Daily Archives: October 21, 2018

Walsh Outlines Plan To Protect Boston Harbor From Flooding | WBUR News

October 17, 2018 Updated Oct 17, 2018 9:58 AM   Bruce Gellerman

Boston is getting a new plan to combat the effects of climate change. Mayor Marty Walsh on Wednesday unveiled his “Resilient Boston Harbor” proposal.

Walsh says his plan is not just a comprehensive strategy to protect the city from climate change flooding, but a transformative vision that will add 67 acres of greenspace to Boston’s 47-mile shoreline.

The idea is to build seawalls and natural barriers, and elevate roads in low-lying areas by as much as 7 feet to prevent flooding from rising sea levels. A redesign of Morrissey Boulevard in Dorchester is one proposal in the plan.

“This is about prevention,” Walsh told reporters in a briefing Tuesday. “Making investments in this type of work is the key to our city.”

The Boston Harbor Cruises ticket office stands surrounded by water as high tide floods Long Wharf during the March 2018 nor’easter. (Robin Lubbock/WBUR)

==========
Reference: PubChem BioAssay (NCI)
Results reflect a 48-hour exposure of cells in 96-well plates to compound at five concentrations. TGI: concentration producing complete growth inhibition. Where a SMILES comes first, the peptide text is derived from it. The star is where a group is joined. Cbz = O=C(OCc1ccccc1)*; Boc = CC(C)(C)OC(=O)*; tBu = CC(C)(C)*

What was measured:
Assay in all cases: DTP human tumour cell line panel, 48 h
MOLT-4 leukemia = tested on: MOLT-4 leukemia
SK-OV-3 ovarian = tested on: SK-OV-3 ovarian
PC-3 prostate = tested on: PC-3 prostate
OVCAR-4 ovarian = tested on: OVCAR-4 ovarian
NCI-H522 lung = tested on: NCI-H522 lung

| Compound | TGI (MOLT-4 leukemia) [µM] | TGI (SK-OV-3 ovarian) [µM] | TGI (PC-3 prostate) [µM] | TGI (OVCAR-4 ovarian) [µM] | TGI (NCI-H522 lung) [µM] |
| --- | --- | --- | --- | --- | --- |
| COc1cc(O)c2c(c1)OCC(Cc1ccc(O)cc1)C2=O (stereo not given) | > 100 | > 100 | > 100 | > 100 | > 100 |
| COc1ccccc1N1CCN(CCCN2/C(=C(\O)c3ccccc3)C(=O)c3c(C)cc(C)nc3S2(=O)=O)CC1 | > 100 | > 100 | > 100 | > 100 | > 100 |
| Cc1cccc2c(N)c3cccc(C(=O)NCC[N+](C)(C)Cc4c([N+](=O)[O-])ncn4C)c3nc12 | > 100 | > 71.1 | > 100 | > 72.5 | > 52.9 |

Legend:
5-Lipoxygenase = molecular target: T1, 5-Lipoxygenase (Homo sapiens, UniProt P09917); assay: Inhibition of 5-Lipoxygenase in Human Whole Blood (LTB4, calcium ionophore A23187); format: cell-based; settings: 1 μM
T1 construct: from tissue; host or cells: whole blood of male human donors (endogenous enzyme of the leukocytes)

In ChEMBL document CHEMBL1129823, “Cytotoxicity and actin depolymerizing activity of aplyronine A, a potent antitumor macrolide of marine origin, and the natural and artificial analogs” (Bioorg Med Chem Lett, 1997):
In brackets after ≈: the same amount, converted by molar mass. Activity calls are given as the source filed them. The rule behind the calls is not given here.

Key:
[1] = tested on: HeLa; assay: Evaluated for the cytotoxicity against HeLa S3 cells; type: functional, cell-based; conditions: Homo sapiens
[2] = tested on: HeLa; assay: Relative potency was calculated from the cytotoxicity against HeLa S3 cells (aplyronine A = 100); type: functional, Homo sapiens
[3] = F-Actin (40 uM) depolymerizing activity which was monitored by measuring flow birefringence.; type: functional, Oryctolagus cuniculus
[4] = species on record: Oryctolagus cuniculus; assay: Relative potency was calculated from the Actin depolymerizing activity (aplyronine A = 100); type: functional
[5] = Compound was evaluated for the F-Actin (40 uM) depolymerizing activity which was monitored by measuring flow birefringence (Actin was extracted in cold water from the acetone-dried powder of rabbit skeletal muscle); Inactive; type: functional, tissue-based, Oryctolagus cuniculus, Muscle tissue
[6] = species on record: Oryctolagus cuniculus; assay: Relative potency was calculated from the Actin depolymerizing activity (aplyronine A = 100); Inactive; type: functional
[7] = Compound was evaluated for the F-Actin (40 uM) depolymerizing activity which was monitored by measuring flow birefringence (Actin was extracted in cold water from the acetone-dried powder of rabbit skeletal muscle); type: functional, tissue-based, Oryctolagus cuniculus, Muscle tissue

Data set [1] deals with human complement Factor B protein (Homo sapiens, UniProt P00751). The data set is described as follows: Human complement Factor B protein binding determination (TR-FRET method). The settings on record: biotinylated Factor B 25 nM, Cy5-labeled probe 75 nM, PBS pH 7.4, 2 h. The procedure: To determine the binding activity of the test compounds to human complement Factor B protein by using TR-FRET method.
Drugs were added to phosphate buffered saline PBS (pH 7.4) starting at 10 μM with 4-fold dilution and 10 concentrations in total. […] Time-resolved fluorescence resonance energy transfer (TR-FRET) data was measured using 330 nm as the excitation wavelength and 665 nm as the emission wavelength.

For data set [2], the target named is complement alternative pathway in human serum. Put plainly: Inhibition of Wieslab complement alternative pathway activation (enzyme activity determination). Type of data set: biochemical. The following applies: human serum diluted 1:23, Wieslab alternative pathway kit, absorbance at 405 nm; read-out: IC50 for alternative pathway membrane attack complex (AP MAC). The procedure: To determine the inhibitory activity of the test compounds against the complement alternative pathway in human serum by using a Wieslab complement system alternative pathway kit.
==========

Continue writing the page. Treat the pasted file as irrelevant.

The mayor couldn’t say how much the harbor resiliency plan will cost, but says it’ll require funds from the state, federal government, companies and philanthropies.

The idea is to spend millions to save billions.

“The investments you make now are the savings of tomorrow,” Walsh said.

One example the mayor gave was spending $160 million to make East Boston more resilient to flooding, saying it could prevent $450 million in damages in the future.

The mayor all but buried the idea of building a barrier in the harbor. That’s after a feasibility study from UMass Boston researchers advised against such a barrier.

This segment aired on October 17, 2018.

Related:

Mayor Walsh Looks To Gain Support For New Coastal Resilience Plan | Radio Boston

 

Mayor Marty Walsh’s plan to protect the city from rising sea levels is essentially a complete re-design of the Boston waterfront. He unveiled the plan Wednesday during his annual speech at a breakfast at the Greater Boston Chamber of Commerce.

“It calls for 67 acres of new space and 122 acres of revitalized open space on the water front. It links to our emerald necklace, and reflects the same values of public health, public access and world class design. It’s a vision of a city more connected to our waterfront and to each other,” he said during the speech.